Except for the Torah readers assigned to chant Parashat Tzav tomorrow, I doubt anyone is really thinking a whole lot about its contents, since Pesach (Passover) starts Monday night and most of us are preoccupied with the requisite cleaning and food. But Tzav fortuitously ties in to both. First, we read about cleaning the altar each morning. The assigned priest, wearing decent but plain linen vestments, cleans up the ashes from the sacrifices that were burnt completely, the olot. He then changes into more utilitarian garments and takes the ashes out of the camp. As I noted here 5 years ago, “(w)e can infer from this that (1) one must start fresh each day and not let yesterday’s ashes pile up; (2) the gathering and disposal was handle with care, since they were, after all, from one of the holiest types of sacrifices; and (3) taking out the trash is not only necessary but important. In fact, it is written in the Mishnah that this task was considered a great honor among Temple priests and had to be assigned by lottery.
Then, we get into more detail concerning the sacrifices, i. e., the burnt, meal, sin, guilt, and well-being offerings, and those to be offered as part of the ordination of Aaron and his sons. There are specific instructions about what to do and who gets to eat what from the sacrifice (no blood or fat). While the Torah focuses here on the mechanics, the Mishnah (Tractate Zevachim) is particularly concerned with the intent of the priest during the process; the wrong intent can invalidate the sacrifice.
At the end of the Torah portion, Moses finally ordains Aaron and his sons in an involved ritual including the special vestments, sacrifices, blood, and anointing oil. For seven days, Aaron and his sons remain at the entrance to the Tent of Meeting, a week of expiation, during which they eat the food given to them from the sacrifices. This is the last time Moses acts as both priest and political leader, and you have to wonder if he’s at all nervous about turning a large chunk of duties over to Aaron and his sons after the Golden Calf incident. In fact, the shalshelet cantillation sign, which signifies hesitation and occurs only 4 times in the Torah, is used in 8:23, at the height of the ordination ceremony.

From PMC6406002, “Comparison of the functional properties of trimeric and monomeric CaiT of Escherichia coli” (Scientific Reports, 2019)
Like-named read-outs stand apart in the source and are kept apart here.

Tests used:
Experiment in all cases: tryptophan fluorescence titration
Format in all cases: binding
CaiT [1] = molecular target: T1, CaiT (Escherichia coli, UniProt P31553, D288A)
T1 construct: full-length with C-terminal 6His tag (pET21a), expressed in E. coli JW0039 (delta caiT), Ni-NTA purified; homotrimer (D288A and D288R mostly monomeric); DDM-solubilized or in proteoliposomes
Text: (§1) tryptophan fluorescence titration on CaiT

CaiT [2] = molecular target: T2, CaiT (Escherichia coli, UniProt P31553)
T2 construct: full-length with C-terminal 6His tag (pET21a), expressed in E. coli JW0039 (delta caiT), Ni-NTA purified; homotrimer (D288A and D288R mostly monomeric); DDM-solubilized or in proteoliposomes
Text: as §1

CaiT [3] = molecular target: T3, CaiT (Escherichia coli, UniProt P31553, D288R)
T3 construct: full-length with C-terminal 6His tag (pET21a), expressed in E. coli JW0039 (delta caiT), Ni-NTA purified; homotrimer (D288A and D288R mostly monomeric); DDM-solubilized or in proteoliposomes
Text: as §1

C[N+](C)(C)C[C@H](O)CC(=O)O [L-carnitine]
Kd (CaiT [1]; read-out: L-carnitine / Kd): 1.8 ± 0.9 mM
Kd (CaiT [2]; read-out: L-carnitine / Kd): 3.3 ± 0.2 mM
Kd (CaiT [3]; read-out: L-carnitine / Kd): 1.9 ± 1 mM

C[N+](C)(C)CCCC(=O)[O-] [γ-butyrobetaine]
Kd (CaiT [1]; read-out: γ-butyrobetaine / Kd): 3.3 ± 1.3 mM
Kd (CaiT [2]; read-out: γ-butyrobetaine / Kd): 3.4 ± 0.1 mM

This Shabbat is also Shabbat HaGadol (“the great Sabbath”), the one right before Pesach. There is no additional Torah reading, but there is a special haftarah, which prophesies that the reconciliation between parents and children will bring about the messianic age. Before we started remodeling rabbis as ministers, making them give a weekly sermon, this Sabbath was one of only two during the year on which the rabbi gave a sermon (quick, what’s the other one?), on the laws of Pesach.
Ah yes, Pesach. We are supposed to rid our abodes of chametz, which technically is “any food product made from wheat, barley, rye, oats or spelt that has come into contact with water and been allowed to ferment and ‘rise’.” Chametz is also symbolically linked to pride (being puffed up, get it?), so getting rid of chametz is a means of increasing your humility. But trying to rid one’s house of all chametz can be carried to extremes if one conflates chametz with schmutz (dirt). I have read of Legos placed in a mesh bag and laundered to get rid of possible crumbs on crevices. In the last several years, however, I’ve seen articles encouraging a moderate approach. An article in my own shul’s newsletter declared that if we’re spending more than a day getting rid of chametz, it’s too much. Debra Nussbaum Cohen’s 2011 essay, The Passover Cleaning Season Is Upon Us, and the link there to advice from Rabbi Chaim Pinchas Scheinberg are also worth looking at.
Because of late night sedarim with 4 cups of wine, attendance at services tends to be light the first two days. My mother, z”l, used to tell us that Rabbi Goodblatt would give the 2nd day sermon in Yiddish, there were so few totally English speaking attendees. Anyhow, the Torah readings for the first day are Exodus 12:21-51 (the laws of Pesach and the Exodus, what else) and Numbers 28:16-25 (about the Pesach sacrifices, of course) and for the second day, Leviticus 22:26 – 23:44 (harvest festivals) and the same section from Numbers.